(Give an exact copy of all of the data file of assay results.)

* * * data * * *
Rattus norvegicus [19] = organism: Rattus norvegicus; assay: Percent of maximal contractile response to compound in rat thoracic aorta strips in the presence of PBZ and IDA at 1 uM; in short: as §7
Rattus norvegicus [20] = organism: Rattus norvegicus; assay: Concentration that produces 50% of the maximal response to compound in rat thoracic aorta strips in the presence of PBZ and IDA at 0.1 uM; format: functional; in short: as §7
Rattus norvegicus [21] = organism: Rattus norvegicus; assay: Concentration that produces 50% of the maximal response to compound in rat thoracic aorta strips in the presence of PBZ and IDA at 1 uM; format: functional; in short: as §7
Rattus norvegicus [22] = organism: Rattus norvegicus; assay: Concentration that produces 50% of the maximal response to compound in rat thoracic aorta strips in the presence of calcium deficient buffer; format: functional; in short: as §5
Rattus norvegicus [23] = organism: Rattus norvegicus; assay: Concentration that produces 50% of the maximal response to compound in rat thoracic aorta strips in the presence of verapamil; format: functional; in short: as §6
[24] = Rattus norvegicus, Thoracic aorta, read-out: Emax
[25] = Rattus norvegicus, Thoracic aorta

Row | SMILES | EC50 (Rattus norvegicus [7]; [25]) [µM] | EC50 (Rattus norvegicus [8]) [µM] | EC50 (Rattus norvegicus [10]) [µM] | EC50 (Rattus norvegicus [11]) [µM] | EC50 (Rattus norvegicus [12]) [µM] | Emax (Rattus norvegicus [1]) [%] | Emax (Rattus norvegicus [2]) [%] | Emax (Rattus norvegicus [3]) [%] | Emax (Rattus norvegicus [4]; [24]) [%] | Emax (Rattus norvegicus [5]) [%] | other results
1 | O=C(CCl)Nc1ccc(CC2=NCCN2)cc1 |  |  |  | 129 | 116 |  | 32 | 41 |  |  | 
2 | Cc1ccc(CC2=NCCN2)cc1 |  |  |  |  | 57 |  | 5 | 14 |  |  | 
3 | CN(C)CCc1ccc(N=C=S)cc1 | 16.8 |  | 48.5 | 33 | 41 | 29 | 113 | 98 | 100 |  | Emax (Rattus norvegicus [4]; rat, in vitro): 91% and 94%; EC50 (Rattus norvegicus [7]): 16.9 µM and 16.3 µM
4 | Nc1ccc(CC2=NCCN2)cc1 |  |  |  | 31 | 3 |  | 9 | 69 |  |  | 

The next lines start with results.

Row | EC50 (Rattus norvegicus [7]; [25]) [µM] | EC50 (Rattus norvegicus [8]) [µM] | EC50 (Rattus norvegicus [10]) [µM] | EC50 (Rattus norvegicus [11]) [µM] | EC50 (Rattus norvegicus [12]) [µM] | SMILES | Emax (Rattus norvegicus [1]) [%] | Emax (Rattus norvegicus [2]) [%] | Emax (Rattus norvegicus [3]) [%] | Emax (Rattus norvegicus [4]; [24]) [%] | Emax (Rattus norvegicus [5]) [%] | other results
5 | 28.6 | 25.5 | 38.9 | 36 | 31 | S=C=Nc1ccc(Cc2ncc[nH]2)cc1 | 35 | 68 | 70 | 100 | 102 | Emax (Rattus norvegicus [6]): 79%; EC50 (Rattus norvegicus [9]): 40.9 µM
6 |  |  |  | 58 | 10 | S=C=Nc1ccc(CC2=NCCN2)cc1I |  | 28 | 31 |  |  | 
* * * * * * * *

Rattus norvegicus [19] = organism: Rattus norvegicus; assay: Percent of maximal contractile response to compound in rat thoracic aorta strips in the presence of PBZ and IDA at 1 uM; in short: as §7
Rattus norvegicus [20] = organism: Rattus norvegicus; assay: Concentration that produces 50% of the maximal response to compound in rat thoracic aorta strips in the presence of PBZ and IDA at 0.1 uM; format: functional; in short: as §7
Rattus norvegicus [21] = organism: Rattus norvegicus; assay: Concentration that produces 50% of the maximal response to compound in rat thoracic aorta strips in the presence of PBZ and IDA at 1 uM; format: functional; in short: as §7
Rattus norvegicus [22] = organism: Rattus norvegicus; assay: Concentration that produces 50% of the maximal response to compound in rat thoracic aorta strips in the presence of calcium deficient buffer; format: functional; in short: as §5
Rattus norvegicus [23] = organism: Rattus norvegicus; assay: Concentration that produces 50% of the maximal response to compound in rat thoracic aorta strips in the presence of verapamil; format: functional; in short: as §6
[24] = Rattus norvegicus, Thoracic aorta, read-out: Emax
[25] = Rattus norvegicus, Thoracic aorta

Row | SMILES | EC50 (Rattus norvegicus [7]; [25]) [µM] | EC50 (Rattus norvegicus [8]) [µM] | EC50 (Rattus norvegicus [10]) [µM] | EC50 (Rattus norvegicus [11]) [µM] | EC50 (Rattus norvegicus [12]) [µM] | Emax (Rattus norvegicus [1]) [%] | Emax (Rattus norvegicus [2]) [%] | Emax (Rattus norvegicus [3]) [%] | Emax (Rattus norvegicus [4]; [24]) [%] | Emax (Rattus norvegicus [5]) [%] | other results
1 | O=C(CCl)Nc1ccc(CC2=NCCN2)cc1 |  |  |  | 129 | 116 |  | 32 | 41 |  |  | 
2 | Cc1ccc(CC2=NCCN2)cc1 |  |  |  |  | 57 |  | 5 | 14 |  |  | 
3 | CN(C)CCc1ccc(N=C=S)cc1 | 16.8 |  | 48.5 | 33 | 41 | 29 | 113 | 98 | 100 |  | Emax (Rattus norvegicus [4]; rat, in vitro): 91% and 94%; EC50 (Rattus norvegicus [7]): 16.9 µM and 16.3 µM
4 | Nc1ccc(CC2=NCCN2)cc1 |  |  |  | 31 | 3 |  | 9 | 69 |  |  | 

The next lines start with results.

Row | EC50 (Rattus norvegicus [7]; [25]) [µM] | EC50 (Rattus norvegicus [8]) [µM] | EC50 (Rattus norvegicus [10]) [µM] | EC50 (Rattus norvegicus [11]) [µM] | EC50 (Rattus norvegicus [12]) [µM] | SMILES | Emax (Rattus norvegicus [1]) [%] | Emax (Rattus norvegicus [2]) [%] | Emax (Rattus norvegicus [3]) [%] | Emax (Rattus norvegicus [4]; [24]) [%] | Emax (Rattus norvegicus [5]) [%] | other results
5 | 28.6 | 25.5 | 38.9 | 36 | 31 | S=C=Nc1ccc(Cc2ncc[nH]2)cc1 | 35 | 68 | 70 | 100 | 102 | Emax (Rattus norvegicus [6]): 79%; EC50 (Rattus norvegicus [9]): 40.9 µM
6 |  |  |  | 58 | 10 | S=C=Nc1ccc(CC2=NCCN2)cc1I |  | 28 | 31 |  |  | 